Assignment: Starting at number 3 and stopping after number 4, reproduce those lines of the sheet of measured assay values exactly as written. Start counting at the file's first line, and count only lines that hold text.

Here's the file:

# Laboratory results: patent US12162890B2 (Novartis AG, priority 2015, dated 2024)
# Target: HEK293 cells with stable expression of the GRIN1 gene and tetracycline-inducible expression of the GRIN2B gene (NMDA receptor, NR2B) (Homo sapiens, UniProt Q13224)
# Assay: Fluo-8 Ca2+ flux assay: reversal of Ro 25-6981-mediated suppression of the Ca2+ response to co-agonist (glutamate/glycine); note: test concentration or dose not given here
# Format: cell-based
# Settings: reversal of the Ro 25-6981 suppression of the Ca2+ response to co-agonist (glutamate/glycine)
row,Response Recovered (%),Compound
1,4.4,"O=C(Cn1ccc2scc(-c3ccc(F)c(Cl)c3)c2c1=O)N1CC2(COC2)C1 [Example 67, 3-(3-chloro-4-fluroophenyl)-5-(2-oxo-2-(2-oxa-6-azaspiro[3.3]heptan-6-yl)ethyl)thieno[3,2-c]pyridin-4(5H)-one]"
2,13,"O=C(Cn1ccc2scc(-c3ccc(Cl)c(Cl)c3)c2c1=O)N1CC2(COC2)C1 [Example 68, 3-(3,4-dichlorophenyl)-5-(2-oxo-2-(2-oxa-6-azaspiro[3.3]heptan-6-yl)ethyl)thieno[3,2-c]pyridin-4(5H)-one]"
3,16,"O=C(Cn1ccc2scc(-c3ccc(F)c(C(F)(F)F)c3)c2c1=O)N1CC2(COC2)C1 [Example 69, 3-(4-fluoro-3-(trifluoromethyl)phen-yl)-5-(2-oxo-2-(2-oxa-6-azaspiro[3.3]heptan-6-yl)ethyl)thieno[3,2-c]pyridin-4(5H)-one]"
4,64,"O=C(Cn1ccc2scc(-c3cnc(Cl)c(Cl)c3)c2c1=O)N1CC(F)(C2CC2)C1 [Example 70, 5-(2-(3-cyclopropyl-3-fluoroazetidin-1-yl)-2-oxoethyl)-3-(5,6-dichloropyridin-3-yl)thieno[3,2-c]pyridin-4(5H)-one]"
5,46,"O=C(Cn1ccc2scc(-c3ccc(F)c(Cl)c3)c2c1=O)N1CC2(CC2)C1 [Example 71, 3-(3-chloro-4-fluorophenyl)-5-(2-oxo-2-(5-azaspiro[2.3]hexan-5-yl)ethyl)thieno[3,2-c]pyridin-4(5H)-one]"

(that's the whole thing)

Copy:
# Assay: Fluo-8 Ca2+ flux assay: reversal of Ro 25-6981-mediated suppression of the Ca2+ response to co-agonist (glutamate/glycine); note: test concentration or dose not given here
# Format: cell-based